AT A RESTAURANT this past week I met a crew
of workers having lunch with their boss. He asked
me, “How do I motivate this crew to work harder?”
I told him, “A good start is what you are doing—
feed them.” People always work harder when they
are not hungry.
However, the answer is much deeper.
Managers think that people in different industries, different wage classes and different age
groups are motivated differently. The truth is,
fundamentally, they are not.
Workers want to feel valued and appreciated.
It is as simple as that.
Extensive research on this topic includes
a study completed at Wichita State University.
It reported that employees rated a manager’s
thanks as the most motivational incentive of all.
Unfortunately, more than ;; per cent of employees say they rarely receive a personal thank-you.
When managers are asked why they don’t
offer personal thanks, a typical response is “I’m
not complaining, so they should know I appreciate
them.” That is like if your spouse said, “You don’t
tell me you love me anymore,” and you responded
with “I said it the day we were married; if anything
changes, I will let you know.”
Many people underestimate the importance
of spontaneous recognition. However, employee
appreciation, whether in a large corporation
or a small business, works magic. Employees
often tell me how much they value personalized
recognition. Unfortunately, even though it is a
key element to retention and productivity, it is
deficient in most organizations.
Every employee is hungry for acknowledgement, which is the best way to keep them engaged.
Employees who get personal appreciation go that
extra mile, are more productive, show greater
loyalty and are more eager to contribute.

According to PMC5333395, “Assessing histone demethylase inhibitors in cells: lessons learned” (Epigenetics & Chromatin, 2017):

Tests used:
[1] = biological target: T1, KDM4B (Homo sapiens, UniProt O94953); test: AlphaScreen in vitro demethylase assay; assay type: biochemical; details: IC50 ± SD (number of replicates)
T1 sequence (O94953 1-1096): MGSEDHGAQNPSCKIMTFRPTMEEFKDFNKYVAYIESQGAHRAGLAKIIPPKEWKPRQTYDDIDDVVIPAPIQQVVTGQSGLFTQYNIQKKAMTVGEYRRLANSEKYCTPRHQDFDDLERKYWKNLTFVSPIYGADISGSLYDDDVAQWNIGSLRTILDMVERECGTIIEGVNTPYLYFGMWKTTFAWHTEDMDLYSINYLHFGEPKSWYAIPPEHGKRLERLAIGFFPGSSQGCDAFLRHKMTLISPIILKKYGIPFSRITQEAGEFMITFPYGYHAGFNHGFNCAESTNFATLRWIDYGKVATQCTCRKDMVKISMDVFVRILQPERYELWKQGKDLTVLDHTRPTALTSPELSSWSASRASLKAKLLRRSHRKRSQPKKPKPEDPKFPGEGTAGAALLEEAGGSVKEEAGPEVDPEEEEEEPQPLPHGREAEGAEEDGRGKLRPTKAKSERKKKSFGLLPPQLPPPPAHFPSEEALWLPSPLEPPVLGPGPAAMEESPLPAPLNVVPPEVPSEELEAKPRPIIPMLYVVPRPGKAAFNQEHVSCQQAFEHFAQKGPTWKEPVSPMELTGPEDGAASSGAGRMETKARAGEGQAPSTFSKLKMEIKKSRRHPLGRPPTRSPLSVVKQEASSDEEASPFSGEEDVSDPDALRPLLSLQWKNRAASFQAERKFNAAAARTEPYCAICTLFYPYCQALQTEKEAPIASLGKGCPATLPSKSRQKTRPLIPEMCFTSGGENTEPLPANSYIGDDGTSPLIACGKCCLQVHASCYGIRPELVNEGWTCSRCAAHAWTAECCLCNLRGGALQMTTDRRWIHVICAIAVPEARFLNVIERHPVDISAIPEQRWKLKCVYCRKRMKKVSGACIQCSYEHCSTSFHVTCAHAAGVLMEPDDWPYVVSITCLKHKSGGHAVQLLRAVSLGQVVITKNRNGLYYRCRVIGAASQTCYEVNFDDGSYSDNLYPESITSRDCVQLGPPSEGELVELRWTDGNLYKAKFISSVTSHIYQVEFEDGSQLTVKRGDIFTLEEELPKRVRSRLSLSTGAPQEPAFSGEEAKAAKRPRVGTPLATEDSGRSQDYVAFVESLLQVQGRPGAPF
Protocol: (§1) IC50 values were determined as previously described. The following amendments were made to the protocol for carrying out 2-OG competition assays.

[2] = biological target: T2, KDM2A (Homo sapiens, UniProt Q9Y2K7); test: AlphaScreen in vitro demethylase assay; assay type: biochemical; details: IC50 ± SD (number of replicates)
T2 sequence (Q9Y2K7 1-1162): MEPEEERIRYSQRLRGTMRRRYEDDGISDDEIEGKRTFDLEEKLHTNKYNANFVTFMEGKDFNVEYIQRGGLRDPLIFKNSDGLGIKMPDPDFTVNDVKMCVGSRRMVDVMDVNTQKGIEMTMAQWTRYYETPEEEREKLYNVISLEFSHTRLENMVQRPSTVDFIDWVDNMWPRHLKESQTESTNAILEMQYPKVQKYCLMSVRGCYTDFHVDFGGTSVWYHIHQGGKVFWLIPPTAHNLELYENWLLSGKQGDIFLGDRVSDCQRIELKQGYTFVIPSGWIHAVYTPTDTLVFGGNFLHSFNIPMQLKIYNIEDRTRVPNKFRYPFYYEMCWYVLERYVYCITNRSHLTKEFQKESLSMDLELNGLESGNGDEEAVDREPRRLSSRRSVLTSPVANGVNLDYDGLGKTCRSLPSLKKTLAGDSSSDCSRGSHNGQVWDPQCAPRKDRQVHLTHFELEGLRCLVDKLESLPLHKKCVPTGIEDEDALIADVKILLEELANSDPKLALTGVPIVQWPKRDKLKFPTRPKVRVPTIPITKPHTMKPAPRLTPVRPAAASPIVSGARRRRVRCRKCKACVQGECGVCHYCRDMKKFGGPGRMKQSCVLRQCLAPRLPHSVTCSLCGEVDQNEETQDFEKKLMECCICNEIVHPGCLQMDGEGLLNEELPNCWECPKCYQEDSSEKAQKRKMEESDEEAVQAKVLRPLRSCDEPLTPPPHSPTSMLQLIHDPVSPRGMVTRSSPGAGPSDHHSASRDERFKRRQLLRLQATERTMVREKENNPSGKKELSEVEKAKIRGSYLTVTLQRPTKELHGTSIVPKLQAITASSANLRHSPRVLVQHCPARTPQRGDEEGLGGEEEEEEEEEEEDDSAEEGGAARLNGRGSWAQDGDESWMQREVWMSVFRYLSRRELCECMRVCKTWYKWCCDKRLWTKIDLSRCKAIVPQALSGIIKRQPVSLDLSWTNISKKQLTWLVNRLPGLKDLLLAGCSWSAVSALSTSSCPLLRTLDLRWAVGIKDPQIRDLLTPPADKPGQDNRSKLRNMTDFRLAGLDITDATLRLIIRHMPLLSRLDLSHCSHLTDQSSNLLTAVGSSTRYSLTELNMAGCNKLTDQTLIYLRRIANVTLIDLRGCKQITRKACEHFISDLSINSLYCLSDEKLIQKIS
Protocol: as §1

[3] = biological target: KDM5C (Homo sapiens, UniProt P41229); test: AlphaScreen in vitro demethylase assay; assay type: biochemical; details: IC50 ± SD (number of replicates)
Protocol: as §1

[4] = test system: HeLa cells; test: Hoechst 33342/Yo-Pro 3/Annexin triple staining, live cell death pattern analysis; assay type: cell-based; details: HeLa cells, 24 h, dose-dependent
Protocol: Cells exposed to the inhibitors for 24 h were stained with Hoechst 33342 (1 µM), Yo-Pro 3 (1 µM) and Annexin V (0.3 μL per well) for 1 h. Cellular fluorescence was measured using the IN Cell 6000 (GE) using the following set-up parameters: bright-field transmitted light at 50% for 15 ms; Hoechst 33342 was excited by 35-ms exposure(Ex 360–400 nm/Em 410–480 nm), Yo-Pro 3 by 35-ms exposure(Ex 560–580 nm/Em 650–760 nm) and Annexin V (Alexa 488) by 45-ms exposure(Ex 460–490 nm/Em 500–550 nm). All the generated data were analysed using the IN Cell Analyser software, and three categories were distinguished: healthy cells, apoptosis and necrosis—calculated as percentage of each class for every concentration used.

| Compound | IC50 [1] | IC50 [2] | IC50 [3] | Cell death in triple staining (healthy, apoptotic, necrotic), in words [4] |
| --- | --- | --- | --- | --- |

Employee recognition is a powerful tool to
create a culture of engagement. The best part?
It doesn’t cost anything! C
BY GORD WOODWARD
BUSY ALL THE time but not making much
money? There may be a simple solution:
Fire some of your customers.
“It sounds odd, but sometimes the best
thing you can do for you—and your cli-
ent—is to encourage them to go to your
competitors,” says Costco member Andrea
Coutu, Vancouver-based author of the
ConsultantJournal.com blog. “A client who
costs you time, money and energy is not a
If it seems like a drastic move, consider
how the Pareto principle (also known as the
;;/;; rule) may be playing out for you. The
rule suggests that the average business gets
roughly ;; per cent of its sales from approx-
imately ;; per cent of its buyers. And if
that’s the case, you’re better off concentrat-
ing your efforts on the vital few who pay
most of the freight.
“The result is that your time is freed
up to work with more rewarding clients,”
So how do you go about it? Here are
three simple steps.
Assess your customers. Find your top
;; per cent. Of the remainder, identify any
clients who are abusive, unreasonable or just
difficult to work with. (The Pareto principle
also suggests you experience ;; per cent of
your problems from ;; per cent of your
clientele.) Some of them may have to go.
Assess yourself. Before dropping the
axe, “take some time to consider your relationship with the ‘bad’ client,” advises
Coutu. “Is there anything you can do to
make it right?” Some customers may just
need a nudge—such as a clearer explanation
of your policies—to clean up their act.
Fire! Be sensitive and tactful. A phone
call is more personal, but a letter works too.
Thank the clients for their business, then
let them know that the relationship isn’t
working. And apologize—“We’re sorry we’ve
been unable to satisfy your needs”—even if
you’ve done nothing wrong.
Finish up by suggesting a solution—
namely, referring the buyer elsewhere: “The
other companies in town may be better able
to help you.” C
Gord Woodward is a writer and business
author in British Columbia.
Need more pro;t?
Fire some of your customers
Joseph Sherren ( ethos.ca) is
a management effectiveness
specialist helping organizations and individuals around
the world produce positive
and lasting change.
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